Editorial – What’s in a Name?

After finishing Mass Effect 3 today something popped in my head.  What exactly is in a name, or a brand?  Lately I’ve been thinking more and more about Nintendo’s current branding strategy.  Before we jump into Nintendo, let’s look at Apple’s strategy.  Ever since the introduction of the iMac Apple has slowly molded their entire line of software (iTunes to iOS) and hardware (iMac, iPod, iPhone, and iPad) to reflect the “i.”  It now appears that Nintendo wants to do the same thing, except separate their portable line into “DS” and their console line into “Wii.”

All i-something, yet all great, and all Apple.

This is nothing new, the company has kept the “Nintendo” brand for many years.  First there was the Nintendo Entertainment System, which everyone referred to as the NES.  Then there was the SNES, a direct continuation of the brand, before moving on to the N64, yet another continuation.  They mixed things up for the first time with the GameCube, but technically it was the Nintendo GameCube, although the Nintendo moniker was much less pronounced.  Then the Wii hit the scene and everything changed.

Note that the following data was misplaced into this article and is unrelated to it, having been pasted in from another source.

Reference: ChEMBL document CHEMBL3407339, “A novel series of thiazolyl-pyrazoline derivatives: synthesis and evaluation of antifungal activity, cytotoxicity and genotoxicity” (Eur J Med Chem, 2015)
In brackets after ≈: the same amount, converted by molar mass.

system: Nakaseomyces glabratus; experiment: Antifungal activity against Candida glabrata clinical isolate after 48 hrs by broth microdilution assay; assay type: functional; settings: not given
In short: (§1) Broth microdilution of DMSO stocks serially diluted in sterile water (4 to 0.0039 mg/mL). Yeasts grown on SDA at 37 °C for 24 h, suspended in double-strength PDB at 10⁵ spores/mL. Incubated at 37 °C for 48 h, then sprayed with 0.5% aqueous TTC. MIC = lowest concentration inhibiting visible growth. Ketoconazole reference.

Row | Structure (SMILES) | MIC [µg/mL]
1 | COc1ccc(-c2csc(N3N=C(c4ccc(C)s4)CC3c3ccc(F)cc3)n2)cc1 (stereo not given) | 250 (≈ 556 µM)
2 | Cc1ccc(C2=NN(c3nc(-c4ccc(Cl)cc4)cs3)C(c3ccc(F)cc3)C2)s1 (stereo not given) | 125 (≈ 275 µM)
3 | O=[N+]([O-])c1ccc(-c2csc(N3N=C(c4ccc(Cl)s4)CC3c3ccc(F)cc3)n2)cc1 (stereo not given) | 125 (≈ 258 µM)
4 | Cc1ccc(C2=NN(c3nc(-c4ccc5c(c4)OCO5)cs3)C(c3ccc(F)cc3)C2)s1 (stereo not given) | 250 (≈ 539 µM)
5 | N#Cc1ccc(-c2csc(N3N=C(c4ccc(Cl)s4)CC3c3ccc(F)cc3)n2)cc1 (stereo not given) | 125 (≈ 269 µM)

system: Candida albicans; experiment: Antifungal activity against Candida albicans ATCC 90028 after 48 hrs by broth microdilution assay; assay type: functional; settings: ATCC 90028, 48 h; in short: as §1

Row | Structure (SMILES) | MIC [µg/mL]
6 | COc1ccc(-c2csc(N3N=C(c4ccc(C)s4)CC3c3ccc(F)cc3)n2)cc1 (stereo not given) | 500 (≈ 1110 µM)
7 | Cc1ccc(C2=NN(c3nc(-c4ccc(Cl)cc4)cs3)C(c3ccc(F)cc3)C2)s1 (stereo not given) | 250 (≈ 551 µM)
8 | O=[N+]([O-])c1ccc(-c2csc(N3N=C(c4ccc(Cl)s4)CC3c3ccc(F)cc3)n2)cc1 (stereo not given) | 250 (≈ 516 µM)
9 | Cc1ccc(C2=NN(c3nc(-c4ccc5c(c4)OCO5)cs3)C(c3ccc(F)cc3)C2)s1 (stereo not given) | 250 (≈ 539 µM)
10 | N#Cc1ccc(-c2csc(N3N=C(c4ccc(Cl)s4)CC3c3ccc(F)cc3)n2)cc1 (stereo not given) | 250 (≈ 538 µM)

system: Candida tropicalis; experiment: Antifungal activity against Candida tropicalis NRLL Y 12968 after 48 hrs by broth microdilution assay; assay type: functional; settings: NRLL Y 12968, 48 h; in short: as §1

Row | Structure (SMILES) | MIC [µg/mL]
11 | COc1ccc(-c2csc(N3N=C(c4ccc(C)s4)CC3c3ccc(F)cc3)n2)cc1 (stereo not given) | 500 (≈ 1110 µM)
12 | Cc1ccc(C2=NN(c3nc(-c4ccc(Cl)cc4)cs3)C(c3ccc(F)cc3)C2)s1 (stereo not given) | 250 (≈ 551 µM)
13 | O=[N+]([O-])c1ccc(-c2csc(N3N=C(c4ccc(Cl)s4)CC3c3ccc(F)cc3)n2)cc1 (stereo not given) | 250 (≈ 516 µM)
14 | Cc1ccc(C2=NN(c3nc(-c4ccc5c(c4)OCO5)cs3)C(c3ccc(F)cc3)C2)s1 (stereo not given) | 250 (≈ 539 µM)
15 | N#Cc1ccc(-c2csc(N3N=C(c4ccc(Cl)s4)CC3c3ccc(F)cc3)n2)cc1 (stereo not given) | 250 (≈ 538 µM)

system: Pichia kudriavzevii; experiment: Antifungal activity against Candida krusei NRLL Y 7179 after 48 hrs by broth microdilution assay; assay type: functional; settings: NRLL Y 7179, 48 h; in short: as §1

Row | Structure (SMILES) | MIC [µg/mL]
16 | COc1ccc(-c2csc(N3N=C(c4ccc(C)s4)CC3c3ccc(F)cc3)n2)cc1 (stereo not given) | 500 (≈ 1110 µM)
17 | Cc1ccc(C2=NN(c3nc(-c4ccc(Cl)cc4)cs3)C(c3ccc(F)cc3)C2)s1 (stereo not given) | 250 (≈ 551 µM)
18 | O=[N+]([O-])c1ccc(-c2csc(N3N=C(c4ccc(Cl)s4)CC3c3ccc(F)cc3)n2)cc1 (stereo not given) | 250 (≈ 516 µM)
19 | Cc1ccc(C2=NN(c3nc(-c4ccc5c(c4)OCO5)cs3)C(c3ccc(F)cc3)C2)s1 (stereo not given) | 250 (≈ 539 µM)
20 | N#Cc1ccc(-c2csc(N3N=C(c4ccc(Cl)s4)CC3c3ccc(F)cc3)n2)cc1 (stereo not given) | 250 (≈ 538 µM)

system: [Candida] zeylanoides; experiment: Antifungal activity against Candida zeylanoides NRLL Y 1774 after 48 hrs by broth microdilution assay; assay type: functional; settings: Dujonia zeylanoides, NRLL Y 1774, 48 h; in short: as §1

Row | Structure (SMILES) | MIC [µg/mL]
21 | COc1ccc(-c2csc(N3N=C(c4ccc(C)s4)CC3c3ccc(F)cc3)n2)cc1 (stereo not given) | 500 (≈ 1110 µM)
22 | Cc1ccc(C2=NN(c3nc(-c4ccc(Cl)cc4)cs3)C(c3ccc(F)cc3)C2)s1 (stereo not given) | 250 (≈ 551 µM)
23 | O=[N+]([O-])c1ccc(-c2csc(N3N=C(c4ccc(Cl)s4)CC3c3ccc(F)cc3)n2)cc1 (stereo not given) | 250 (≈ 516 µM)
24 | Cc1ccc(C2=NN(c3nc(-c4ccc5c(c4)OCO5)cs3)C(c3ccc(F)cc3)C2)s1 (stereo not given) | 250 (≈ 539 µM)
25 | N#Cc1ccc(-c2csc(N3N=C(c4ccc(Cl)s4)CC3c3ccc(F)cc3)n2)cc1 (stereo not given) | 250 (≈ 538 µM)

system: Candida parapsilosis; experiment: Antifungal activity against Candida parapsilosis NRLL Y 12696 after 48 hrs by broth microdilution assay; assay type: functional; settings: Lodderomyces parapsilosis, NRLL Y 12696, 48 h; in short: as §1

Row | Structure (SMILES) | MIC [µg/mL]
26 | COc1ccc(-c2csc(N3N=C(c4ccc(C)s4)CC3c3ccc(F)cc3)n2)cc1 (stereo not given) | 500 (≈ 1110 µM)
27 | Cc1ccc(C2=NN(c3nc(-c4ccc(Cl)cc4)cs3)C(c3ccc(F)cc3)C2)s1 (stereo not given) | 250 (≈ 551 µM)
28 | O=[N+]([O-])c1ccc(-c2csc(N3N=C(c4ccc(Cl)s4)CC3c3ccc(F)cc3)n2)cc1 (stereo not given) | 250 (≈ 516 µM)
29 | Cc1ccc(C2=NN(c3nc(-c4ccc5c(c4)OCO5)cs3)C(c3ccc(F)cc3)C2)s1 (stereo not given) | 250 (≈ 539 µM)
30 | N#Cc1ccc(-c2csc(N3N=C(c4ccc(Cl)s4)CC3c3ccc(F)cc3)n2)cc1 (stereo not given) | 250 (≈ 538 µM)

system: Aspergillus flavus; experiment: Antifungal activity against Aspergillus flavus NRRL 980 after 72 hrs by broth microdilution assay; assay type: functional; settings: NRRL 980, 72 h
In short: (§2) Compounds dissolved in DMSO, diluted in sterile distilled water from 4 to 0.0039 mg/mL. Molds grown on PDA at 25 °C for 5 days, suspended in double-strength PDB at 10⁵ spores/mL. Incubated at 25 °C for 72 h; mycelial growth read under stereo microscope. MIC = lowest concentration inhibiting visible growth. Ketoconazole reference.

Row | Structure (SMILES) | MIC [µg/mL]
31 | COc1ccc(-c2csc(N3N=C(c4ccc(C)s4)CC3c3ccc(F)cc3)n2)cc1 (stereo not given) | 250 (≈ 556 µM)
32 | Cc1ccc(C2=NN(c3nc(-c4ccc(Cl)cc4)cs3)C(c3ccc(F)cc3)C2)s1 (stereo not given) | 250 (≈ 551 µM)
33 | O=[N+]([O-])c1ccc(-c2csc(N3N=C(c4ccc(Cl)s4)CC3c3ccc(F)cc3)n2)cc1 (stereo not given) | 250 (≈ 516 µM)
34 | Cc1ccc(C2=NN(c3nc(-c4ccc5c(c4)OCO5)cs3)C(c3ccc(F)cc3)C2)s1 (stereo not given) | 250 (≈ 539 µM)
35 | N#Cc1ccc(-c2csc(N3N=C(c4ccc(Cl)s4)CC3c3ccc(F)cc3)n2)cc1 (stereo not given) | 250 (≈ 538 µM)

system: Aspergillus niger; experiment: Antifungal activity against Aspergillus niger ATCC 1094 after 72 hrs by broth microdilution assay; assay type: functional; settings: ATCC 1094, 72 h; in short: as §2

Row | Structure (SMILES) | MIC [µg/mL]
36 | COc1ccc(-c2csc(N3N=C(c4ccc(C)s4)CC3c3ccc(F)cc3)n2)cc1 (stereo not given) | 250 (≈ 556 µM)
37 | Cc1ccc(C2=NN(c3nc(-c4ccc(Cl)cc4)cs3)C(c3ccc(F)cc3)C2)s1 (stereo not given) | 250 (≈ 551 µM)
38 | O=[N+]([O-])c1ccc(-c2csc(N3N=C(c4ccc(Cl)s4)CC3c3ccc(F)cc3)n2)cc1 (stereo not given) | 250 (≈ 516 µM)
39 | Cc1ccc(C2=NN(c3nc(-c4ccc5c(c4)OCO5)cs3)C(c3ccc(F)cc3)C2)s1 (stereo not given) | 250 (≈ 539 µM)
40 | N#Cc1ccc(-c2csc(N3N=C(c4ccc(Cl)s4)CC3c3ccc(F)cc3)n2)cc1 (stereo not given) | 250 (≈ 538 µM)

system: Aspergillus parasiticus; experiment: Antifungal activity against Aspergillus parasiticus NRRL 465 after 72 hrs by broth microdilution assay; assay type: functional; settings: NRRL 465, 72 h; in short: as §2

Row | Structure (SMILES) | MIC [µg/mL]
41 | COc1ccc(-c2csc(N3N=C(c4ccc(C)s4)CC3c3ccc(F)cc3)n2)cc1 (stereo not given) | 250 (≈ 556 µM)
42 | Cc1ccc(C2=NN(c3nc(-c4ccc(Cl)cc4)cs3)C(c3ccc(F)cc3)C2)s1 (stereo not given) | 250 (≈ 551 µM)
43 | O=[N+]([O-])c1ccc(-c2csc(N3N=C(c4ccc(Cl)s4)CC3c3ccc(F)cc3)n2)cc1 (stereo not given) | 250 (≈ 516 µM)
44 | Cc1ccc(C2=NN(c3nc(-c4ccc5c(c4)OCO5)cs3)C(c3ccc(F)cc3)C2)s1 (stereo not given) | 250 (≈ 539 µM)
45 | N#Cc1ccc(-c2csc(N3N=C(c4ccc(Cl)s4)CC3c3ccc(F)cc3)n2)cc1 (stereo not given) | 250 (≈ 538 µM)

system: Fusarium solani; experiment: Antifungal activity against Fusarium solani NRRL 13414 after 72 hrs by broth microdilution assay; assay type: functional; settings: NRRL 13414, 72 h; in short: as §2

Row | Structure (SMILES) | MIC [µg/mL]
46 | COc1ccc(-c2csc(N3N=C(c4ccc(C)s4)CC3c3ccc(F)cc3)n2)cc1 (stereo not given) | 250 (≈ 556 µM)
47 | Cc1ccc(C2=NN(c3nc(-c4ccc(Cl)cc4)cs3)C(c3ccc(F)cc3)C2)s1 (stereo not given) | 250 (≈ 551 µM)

It may have been called the Super Nintendo, but we all knew it was "Nintendo."

It wasn’t just their console line that kept the same strong brand.  Nintendo’s portable line of systems used the Game Boy brand for almost 20 years.  From 1989’s original Game Boy to 2005’s Game Boy Micro.  The company took a real risk in changing the brand of both their portable and home console brand to something else, as is always the case when brands are so identifiable. With the release of the DS, and Wii, Nintendo hit international gold.  Both platforms exploded into the marketplace and it’s only natural Nintendo would want to keep their branding moving forward.  They’d be foolish not to right?